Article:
Removes the sources from a New York Times article.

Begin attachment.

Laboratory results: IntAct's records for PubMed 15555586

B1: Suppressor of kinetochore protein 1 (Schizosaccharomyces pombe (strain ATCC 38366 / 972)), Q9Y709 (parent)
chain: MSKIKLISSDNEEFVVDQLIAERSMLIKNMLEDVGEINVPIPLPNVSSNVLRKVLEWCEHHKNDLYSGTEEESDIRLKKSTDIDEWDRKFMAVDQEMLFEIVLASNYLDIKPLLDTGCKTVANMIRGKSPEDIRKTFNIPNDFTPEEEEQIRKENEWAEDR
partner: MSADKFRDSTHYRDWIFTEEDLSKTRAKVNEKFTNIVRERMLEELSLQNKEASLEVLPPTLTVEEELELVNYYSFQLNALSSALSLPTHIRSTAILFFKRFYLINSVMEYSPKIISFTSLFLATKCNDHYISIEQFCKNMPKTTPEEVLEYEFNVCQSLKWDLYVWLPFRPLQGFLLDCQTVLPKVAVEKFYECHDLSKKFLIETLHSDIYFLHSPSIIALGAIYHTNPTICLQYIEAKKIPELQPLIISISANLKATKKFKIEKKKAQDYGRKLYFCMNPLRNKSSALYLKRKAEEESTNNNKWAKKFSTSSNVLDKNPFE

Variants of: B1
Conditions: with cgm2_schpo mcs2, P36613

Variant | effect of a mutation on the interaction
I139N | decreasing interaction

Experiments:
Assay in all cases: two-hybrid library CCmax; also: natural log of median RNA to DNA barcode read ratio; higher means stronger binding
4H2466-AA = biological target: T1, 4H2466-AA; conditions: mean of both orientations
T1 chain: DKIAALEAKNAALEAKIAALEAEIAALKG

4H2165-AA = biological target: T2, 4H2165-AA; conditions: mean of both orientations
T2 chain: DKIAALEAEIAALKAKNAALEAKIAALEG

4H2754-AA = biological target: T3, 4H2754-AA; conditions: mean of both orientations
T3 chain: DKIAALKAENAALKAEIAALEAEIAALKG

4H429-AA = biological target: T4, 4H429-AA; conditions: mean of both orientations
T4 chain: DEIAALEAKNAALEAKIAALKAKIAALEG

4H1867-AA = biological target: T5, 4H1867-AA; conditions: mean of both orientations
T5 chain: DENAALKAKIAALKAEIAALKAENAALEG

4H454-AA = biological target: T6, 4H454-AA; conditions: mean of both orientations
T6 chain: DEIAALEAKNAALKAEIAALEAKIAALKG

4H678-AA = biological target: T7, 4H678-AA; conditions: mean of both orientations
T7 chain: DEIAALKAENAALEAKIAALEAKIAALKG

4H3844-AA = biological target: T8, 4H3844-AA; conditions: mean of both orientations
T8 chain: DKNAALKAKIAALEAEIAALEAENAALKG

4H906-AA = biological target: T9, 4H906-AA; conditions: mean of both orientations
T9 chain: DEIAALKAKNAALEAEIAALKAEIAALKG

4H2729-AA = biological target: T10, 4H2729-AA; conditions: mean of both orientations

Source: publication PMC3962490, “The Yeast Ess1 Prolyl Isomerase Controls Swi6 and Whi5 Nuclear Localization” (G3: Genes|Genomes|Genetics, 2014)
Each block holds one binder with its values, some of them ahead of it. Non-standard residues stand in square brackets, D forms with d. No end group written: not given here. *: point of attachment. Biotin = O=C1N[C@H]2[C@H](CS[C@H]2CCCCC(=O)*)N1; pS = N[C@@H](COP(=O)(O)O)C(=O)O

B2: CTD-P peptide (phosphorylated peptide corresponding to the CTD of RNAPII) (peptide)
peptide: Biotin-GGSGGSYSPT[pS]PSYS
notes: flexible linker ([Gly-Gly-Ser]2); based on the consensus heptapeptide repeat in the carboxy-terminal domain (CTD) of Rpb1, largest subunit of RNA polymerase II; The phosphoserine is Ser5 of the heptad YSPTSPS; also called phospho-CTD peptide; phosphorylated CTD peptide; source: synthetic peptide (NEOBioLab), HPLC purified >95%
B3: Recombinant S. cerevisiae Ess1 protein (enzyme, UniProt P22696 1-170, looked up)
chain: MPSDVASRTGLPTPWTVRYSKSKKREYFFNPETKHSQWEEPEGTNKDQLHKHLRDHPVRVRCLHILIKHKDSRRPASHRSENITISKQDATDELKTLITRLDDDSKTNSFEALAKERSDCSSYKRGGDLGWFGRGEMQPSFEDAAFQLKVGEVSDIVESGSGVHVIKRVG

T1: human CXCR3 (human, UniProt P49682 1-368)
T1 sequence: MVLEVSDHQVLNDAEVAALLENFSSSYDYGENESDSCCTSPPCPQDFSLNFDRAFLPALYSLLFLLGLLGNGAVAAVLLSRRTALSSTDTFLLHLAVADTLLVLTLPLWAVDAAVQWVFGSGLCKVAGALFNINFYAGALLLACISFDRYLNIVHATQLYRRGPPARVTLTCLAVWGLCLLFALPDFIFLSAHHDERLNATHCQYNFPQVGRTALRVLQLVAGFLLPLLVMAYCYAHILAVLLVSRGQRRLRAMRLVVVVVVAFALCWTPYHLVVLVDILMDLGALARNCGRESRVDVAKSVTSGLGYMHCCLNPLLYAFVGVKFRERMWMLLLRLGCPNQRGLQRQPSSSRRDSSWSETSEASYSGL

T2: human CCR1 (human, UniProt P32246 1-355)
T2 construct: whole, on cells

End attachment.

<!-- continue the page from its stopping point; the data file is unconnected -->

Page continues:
This extension removes multiple elements from an article posted on the New York Times (the article’s author and publishing date, images within the article as well as their credits and captions, a story’s footer, and hyperlinks within the article to other articles or references) to explore how we interpret the validity of information when the information arrives without an author or other methods of engagement even though the article appears to be from a trustworthy source. Without hyperlinks to make further research easy or captivating images, do we still feel connected to the information presented or motivated to learn more? Are we more engaged with an article if we know it was published recently or do we disengage if we can’t put the article in some context of time and place? How is an article’s authenticity changed when there are no opportunities for corrections or explanation of context in the footer? Do we take the information presented as truthful just because it comes from the New York Times, or do the words lose their validity without proof of a trustworthy author with journalistic integrity? Sometimes we think an article as just a story or presentation of information, but if that’s all we get then the Times becomes little more than an glorified blog post.